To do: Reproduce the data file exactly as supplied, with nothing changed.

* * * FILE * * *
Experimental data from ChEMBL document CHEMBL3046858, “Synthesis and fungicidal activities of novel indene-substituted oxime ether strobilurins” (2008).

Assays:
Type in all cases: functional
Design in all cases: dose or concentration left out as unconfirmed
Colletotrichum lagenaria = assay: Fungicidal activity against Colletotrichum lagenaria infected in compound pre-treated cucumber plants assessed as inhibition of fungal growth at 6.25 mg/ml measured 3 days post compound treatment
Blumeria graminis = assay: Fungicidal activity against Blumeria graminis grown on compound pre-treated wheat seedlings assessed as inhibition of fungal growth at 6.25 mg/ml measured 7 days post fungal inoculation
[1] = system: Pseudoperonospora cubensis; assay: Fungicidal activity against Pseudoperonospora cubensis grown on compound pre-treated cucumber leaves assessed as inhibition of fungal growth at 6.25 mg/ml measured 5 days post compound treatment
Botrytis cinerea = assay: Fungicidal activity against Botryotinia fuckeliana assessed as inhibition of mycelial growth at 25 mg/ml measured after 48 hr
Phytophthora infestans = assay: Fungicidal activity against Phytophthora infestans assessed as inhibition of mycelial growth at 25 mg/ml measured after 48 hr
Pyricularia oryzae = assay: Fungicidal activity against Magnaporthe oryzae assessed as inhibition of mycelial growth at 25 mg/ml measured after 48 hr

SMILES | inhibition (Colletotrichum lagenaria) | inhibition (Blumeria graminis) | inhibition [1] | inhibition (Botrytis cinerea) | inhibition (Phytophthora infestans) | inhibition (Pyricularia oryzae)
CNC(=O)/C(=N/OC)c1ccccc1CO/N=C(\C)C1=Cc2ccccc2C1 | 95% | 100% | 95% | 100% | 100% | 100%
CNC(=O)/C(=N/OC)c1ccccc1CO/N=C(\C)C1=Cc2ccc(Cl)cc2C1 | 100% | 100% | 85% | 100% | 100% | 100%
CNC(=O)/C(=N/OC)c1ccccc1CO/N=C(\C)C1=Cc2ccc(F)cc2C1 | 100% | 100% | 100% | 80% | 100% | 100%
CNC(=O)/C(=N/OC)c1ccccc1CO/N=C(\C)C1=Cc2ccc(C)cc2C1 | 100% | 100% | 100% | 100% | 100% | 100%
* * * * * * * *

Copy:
Experimental data from ChEMBL document CHEMBL3046858, “Synthesis and fungicidal activities of novel indene-substituted oxime ether strobilurins” (2008).

Assays:
Type in all cases: functional
Design in all cases: dose or concentration left out as unconfirmed
Colletotrichum lagenaria = assay: Fungicidal activity against Colletotrichum lagenaria infected in compound pre-treated cucumber plants assessed as inhibition of fungal growth at 6.25 mg/ml measured 3 days post compound treatment
Blumeria graminis = assay: Fungicidal activity against Blumeria graminis grown on compound pre-treated wheat seedlings assessed as inhibition of fungal growth at 6.25 mg/ml measured 7 days post fungal inoculation
[1] = system: Pseudoperonospora cubensis; assay: Fungicidal activity against Pseudoperonospora cubensis grown on compound pre-treated cucumber leaves assessed as inhibition of fungal growth at 6.25 mg/ml measured 5 days post compound treatment
Botrytis cinerea = assay: Fungicidal activity against Botryotinia fuckeliana assessed as inhibition of mycelial growth at 25 mg/ml measured after 48 hr
Phytophthora infestans = assay: Fungicidal activity against Phytophthora infestans assessed as inhibition of mycelial growth at 25 mg/ml measured after 48 hr
Pyricularia oryzae = assay: Fungicidal activity against Magnaporthe oryzae assessed as inhibition of mycelial growth at 25 mg/ml measured after 48 hr

SMILES | inhibition (Colletotrichum lagenaria) | inhibition (Blumeria graminis) | inhibition [1] | inhibition (Botrytis cinerea) | inhibition (Phytophthora infestans) | inhibition (Pyricularia oryzae)
CNC(=O)/C(=N/OC)c1ccccc1CO/N=C(\C)C1=Cc2ccccc2C1 | 95% | 100% | 95% | 100% | 100% | 100%
CNC(=O)/C(=N/OC)c1ccccc1CO/N=C(\C)C1=Cc2ccc(Cl)cc2C1 | 100% | 100% | 85% | 100% | 100% | 100%
CNC(=O)/C(=N/OC)c1ccccc1CO/N=C(\C)C1=Cc2ccc(F)cc2C1 | 100% | 100% | 100% | 80% | 100% | 100%
CNC(=O)/C(=N/OC)c1ccccc1CO/N=C(\C)C1=Cc2ccc(C)cc2C1 | 100% | 100% | 100% | 100% | 100% | 100%